1,000 memories isn't that overkill? Nope! You can load in ALL English shortwave frequencies that you can receive in your area at 9:00 P.M in one page.. starting with BBC, DW, Radio New Zealand International, Radio Canada International, Radio Austraila, WBCQ, on one of ten pages.. Travel to a city, scan all frequencies to page Zero, then store them in, say, page 3.

Suggested Enhancement
If you have 10 pages with 100 frequencies each, how do you keep track of them all?
Some sort of display showing what frequencies / band are in each page, with a scrolling key, would be helpful.

Degen might look at how Ipod is designed, with menus and a scroll pad / selection wheel. Scroll to the frequency you want, press that scroll key and it play that frequency.

The internet is used in conjunction with Ipods, so it should be with small shortwave radios. You should be able to pick your location, (Example: North America, East Coast, in English ) and just download a selection of frequencies and identifying tags ( BBC ) and transmission time / frequency info into the set:
Example: (BBC 11-12 11865)

Since there's Itunes for Ipods, why not a Degen website for downloadable Shortwave info?

A plug on the side of the set, and software to handle this change would do it.

Speakers!? We Don't Need No Stinkin' Speakers !
A pocket sized radio is a 1960's style technology. No one had earbuds of any merit. In that era speakers were important then. Earbud technology and quality has improved to the point of not needing internal speakers in small electronic devices.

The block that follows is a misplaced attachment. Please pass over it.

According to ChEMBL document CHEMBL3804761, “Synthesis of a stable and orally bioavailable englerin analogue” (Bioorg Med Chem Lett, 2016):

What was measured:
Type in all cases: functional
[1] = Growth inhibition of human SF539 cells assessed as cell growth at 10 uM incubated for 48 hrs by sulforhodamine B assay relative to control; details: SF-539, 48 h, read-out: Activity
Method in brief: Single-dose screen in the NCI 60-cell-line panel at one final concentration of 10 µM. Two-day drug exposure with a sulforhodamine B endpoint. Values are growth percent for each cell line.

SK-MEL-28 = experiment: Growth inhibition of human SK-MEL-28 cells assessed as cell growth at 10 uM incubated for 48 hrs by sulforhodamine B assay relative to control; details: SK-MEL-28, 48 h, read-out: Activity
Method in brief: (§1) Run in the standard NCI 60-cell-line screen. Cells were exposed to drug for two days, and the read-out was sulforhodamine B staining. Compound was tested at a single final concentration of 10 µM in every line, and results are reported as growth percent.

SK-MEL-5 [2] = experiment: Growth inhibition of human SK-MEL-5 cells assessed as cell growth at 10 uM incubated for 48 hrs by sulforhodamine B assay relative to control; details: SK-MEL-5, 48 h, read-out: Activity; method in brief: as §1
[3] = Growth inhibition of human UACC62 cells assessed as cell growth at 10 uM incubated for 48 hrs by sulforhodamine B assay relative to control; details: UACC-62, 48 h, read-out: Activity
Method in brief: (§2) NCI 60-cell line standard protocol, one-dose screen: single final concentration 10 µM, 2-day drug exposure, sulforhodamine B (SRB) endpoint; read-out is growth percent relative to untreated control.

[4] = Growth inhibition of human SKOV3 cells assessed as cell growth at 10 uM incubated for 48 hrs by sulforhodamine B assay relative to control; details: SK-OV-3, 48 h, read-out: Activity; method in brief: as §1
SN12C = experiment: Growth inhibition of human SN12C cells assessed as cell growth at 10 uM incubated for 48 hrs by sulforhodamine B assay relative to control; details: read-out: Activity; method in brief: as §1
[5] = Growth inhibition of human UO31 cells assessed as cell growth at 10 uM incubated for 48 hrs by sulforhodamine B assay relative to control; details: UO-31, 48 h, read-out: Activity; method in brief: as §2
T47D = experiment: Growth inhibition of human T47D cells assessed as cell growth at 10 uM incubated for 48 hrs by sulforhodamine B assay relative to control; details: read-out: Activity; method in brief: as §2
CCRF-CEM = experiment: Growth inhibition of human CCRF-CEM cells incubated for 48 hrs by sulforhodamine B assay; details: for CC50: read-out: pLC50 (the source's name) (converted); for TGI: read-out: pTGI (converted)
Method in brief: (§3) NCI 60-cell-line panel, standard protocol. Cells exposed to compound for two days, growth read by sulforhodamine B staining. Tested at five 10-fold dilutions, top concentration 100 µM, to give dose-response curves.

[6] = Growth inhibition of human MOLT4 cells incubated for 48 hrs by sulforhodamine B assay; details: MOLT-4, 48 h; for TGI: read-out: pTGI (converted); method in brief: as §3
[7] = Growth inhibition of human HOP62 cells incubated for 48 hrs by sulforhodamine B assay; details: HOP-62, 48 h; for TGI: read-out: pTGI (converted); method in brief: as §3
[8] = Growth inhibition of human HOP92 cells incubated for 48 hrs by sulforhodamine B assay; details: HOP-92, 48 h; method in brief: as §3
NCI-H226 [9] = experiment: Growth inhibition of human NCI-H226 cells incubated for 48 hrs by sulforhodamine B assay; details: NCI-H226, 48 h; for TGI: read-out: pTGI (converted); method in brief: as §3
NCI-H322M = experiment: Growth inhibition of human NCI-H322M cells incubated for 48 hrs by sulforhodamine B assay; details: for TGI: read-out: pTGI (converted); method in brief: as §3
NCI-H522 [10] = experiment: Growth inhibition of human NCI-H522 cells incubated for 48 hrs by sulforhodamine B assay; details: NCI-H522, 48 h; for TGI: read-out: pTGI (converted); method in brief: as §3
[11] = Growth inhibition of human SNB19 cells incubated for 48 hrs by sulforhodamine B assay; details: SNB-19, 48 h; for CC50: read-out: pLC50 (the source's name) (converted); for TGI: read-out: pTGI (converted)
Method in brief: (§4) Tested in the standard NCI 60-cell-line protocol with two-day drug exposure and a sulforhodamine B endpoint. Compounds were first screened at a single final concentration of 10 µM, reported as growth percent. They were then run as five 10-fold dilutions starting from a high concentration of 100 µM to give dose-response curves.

Although the electronics of pocket sized radios have been improved in the last forty years, the basic design remains the same.

Again using the Ipod Model, why doesn't Degen just add in a small plug-in set of speakers and ditch the internal speaker and associated hardware. Everyone has a set that comes with their computer? Ditching the internal speaker would make the radio even smaller, lighter, cheaper to manufacturer and more portable.

Set Up Routine
I think this radio was tested with plug in power supplies instead of batteries, for you are given scant time to insert the batteries, flip the radio over and then, first set up the 9 / 10 MHz, and then the 12 / 24 hour clock.

Before attempting this set up procedure, I would advise read the instructions carefully, do a few practice runs prior to setting the radio for 9 / 10 MHZ, and 12 / 24 Hr time

A longer time for the set up routine would be appreciated.

Manually entered frequencies
Manually entered frequencies should be given some sort of tag so that, unless you clearly indicate it, Automatic Entry won't just wipe them all out.

As it stands, you can enter a Shortwave frequency manually, then flip around the bands, and when you return, the manually entered frequency's gone!

An example of better design in this area is the Sangean DT110, which remembers that you manually entered an AM or FM frequency, and leaves it there when you return from other bands. Why not have this feature in the Degen DE1105?

To this writer, it seems incredibly easy when using the " page copy" process, to wipe out entire pages of hand entered memories with junk from page zero, while just trying to move from one memory page to another.

Given this fact, there should be a display on the screen saying something like:

You are going to move 100 automatically entered frequencies from page Zero to Page "N" Are You Sure Y / N".

A simple, two second " Beep " would help in this situation.

Page Lock Enhancement
An enhancement would be a Page Locking feature, to protect page "N" from accidentally being wiped out with a mis-pressed page key or two.

Software Problems?